Every year, for years and years, a good friend of mine has opened the new year with a collage making party. For fifteen years or so, maybe less, maybe more, she has included me – and my family – in this tradition. She calls things into being each year with a series of magazine clippings, some paper and some glue.
Powerfully. Magically. With faith and intention.
Magazines are scattered throughout the room, on tables and on the floor, dogs stepping gingerly around them, roughly over them, kids running in and out, sometimes with scissors. Sometimes not.
We browse, we clip, we share, we stack, we assemble, we discover. We give away clippings we don’t need, or whatever we feel someone else may crave.
There are no rules. Each of us differs in our approach.
I pull what strikes me, hold onto it awhile, let go what doesn’t fit on the page. I do not make resolutions. I do not make a list. I do not make promises I cannot keep. This is not a stand-in for left-brain plans. I pull together passions and color and whimsy and all the loves of my life in this one place, one space, one page. Each year. On New Year’s Day.
One year, I was randomly attracted to a picture of a young girl – maybe 11 – standing in front of a bookcase looking thoughtful. Reflective. Introspective. I was truly taken with the image. I tried to place it in a narrative – tried to give it an anchor, a reason for staying on my page. But there was nothing. No anchor. No reason. No words to express why I needed it there. Since I couldn’t put it aside, I glued it onto my page, in the bottom right corner. Six months later, I was on my first date with Kelly. Her daughter Grace was 11 years old at the time.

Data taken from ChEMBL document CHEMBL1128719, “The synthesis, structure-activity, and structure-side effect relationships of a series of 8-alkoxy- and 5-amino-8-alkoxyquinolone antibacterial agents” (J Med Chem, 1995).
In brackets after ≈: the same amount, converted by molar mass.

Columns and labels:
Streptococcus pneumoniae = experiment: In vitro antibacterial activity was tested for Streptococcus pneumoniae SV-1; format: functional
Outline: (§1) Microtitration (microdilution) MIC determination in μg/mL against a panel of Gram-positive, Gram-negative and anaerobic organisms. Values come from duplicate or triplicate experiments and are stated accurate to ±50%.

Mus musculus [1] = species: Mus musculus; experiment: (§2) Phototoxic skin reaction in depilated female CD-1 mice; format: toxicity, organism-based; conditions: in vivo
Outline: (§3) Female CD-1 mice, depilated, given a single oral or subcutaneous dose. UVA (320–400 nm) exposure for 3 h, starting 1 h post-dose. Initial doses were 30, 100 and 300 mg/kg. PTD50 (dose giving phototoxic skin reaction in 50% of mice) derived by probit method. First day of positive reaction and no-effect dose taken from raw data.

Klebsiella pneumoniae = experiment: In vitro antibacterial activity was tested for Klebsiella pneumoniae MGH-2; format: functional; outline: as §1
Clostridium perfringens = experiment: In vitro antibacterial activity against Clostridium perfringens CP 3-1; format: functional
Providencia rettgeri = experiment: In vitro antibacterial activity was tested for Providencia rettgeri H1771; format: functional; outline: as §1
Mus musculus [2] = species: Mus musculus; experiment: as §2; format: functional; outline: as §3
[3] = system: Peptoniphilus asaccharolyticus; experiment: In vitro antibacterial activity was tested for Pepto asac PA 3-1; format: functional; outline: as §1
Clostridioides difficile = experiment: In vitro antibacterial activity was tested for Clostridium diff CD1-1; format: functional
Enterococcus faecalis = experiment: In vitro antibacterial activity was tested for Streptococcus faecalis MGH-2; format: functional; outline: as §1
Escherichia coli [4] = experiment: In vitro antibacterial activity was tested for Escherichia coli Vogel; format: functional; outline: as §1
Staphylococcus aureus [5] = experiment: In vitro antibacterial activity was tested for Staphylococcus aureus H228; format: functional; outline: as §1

“If anyone finds a butterfly, let me know!”
“Do you see anything that looks like it could be Miss E and me?”
“I love all these babies, but I think… I’d better not.”
“Does somebody need compost?”
Social. Self-directed. Communal.
Later, I hang my collage at home, near a candle or a closet of clean clothes, somewhere I can see it every day. I ponder it sometimes. Never too long or too deeply. I simply honor my intentions for the year. Then I go on about my day.
Thank you to friends and family, near and far, who bring love and light to my life each day.